How Maps Of 12 Modern States Looked In The Middle Ages

Voting Rules
Vote up the most interesting territorial changes.

The borders of modern nations today tell the stories of the ever-changing fortunes of history. The medieval borders of some of the most prominent kingdoms differ greatly from their modern equivalents; for example, Russia's enormous contemporary borders were once confined to the lands of an obscure duchy, while the United Kingdom was a long way from united.

This collection looks at some of the most interesting territorial changes that occurred from medieval times to the world we know today.

  • Summary of changes: A German sense of identity stretches back to ancient times, but a single, unified German nation didn't form until 1871. For centuries the numerous German states were loosely bound together in the Holy Roman Empire. The extent of the emperor's authority over the many small German states was greatly limited. The Holy Roman Emperor was more of a powerful figurehead than a monarch in the traditional sense. 

    After Napoleon dissolved the Holy Roman Empire in the early 19th century, the long path to German unification began in the mid-1800s, ending with the formation of the German Empire in 1871. The tumult of the first half of the 20th century saw German territory expanded and sharply contracted with the fortunes of war. After splitting in the wake of the World War II, Germany united once more 1990. 

    67 votes
  • Summary of changes: In the 1300s, Russia was merely the Grand Duchy of Muscovy and a tributary of the Mongol Empire. The entity we know as Russia was formed in 1547 during the reign of Ivan the Terrible. Eastward expansion began during Ivan's reign and continued into the 19th century. At one point there were even Russian settlements in California.

    Significant territorial changes took place in the 19th & 20th centuries. Alaska was sold in 1867; the island of Sakhalin was lost and regained from Japan; and the Baltic nations were annexed by and later broke off from the Soviet Union. The curious exclave of Kaliningrad was gained after World War II and still remains part of Russia today. Fifteen new nations formed in the wake of the Soviet Union's collapse in 1991, including Russia. 

    61 votes
  • Summary of changes: In the Middle Ages, the Iberian peninsula was divided between northern Christian kingdoms and Muslim emirates to the south. The Balearic Islands were conquered by the Christian kingdom of Aragon in the 13th century. Spain formed from the union of Castille and Aragon by the marriage of Isabella and Ferdinand; this paved the way for the completion of the Reconquista in 1492 by conquering the last Iberian emirate of Granada. Later that same year, Christopher Columbus made his famous voyage with the financial backing of the Spanish crown, ushering in a period of colonization. 

    Spain lost the key port of Gibraltar to the British in 1704, and the issue remains a bone of contention between the two nations to this day. Spain's expansive colonial empire dissolved after a series of independence wars broke out in the early 1800s. The last of the empire was swallowed up by the US at the turn of the 20th century. Today, the northeastern region of Catalonia is the subject of a major independence movement.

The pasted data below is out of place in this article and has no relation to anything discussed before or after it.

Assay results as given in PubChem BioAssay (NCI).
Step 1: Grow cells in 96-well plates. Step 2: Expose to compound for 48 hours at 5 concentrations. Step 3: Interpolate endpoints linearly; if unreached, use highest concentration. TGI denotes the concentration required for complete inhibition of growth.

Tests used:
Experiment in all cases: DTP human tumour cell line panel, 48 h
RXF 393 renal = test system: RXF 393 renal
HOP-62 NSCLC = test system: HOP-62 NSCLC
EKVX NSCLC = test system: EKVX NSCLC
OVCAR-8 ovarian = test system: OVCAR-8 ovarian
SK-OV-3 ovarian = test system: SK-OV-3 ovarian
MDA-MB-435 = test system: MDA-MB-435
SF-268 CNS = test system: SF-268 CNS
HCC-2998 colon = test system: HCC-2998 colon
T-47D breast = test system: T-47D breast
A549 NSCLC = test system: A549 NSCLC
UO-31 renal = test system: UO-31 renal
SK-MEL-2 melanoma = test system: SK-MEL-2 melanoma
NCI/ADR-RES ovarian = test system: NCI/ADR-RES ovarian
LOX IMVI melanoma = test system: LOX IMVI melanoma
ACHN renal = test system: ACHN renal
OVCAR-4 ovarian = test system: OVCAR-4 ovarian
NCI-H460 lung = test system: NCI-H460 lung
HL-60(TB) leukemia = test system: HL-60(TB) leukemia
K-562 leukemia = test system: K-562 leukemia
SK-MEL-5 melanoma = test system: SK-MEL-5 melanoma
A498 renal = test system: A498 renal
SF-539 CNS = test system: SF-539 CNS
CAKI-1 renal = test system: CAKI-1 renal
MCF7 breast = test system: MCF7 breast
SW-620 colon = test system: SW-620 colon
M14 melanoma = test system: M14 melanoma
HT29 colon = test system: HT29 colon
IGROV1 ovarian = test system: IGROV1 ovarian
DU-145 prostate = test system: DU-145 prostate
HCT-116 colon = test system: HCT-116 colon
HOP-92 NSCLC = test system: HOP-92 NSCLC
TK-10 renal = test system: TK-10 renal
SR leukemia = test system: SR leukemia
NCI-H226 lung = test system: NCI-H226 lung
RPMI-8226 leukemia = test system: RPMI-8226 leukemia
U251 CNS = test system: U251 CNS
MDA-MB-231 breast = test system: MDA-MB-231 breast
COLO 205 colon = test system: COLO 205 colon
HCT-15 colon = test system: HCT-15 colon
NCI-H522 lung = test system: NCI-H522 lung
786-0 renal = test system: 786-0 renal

44 votes
  • Summary of changes: Anatolia was subject to a vast number of territorial changes in its storied history. In the 13th century, parts of the area were still just about in the hands of the ailing Byzantine Empire (shown in purple) but would soon give way to the rising power in the region: the Ottomans. The Ottoman Empire would reach its greatest extent toward the end of the 17th century, where it would control Southern Europe and much of the Arabian peninsula. The empire entered a long period of decline in the 18th century and lost most of its European territory by 1914. 

    After the World War I, the empire fell and modern-day Turkey formed in the aftermath in 1923. Istanbul (formerly Constantinople) has the unusual distinction of being a city that sits on two continents. Cyprus is the subject of a territorial dispute between Turkey and Greece; Turkey's claim on the northern part of the island is unrecognized internationally. 

    54 votes
  • Summary of changes - What was often referred to as the Aztec Empire was the Triple Alliance of three great city-states: Tenochtitlan, Tetzcoco, and Tlacopan. Tenochtitlan became the dominant power and was centered where Mexico City stands today. Before the arrival of the Spanish and deadly European diseases, the Aztecs ruled directly over central Mexico, but exerted influence as far away as the Yucatan peninsula.

    After centuries of Spanish rule, Mexico won independence in 1821 after more than a decade of conflict. It lost more than half of its territory in 1848 after the Treaty of Guadalupe Hidalgo ceded more than half a million square miles of territory, including California and parts of New Mexico, Arizona, Colorado, Nevada, and Utah. More territory was sold to the US in 1854 with the Gadsden Purchase, which brought the southern portions of modern-day Arizona and New Mexico into the US.

    45 votes
  • Summary of changes: Egypt was ruled by the Mamluks in the Middle Ages, whose territory spanned from modern-day Libya to Syria. The Ottomans conquered the empire in the 16th century, but it managed to briefly regain a certain degree of autonomy in the 19th century before falling under British influence in 1882.

    Although technically still a vassal of the Ottomans, Egypt was essentially ruled by the British until the 1950s. The Republic of Egypt formed in 1953, but it wasn't until 1956 that British troops finally departed for good. 

    45 votes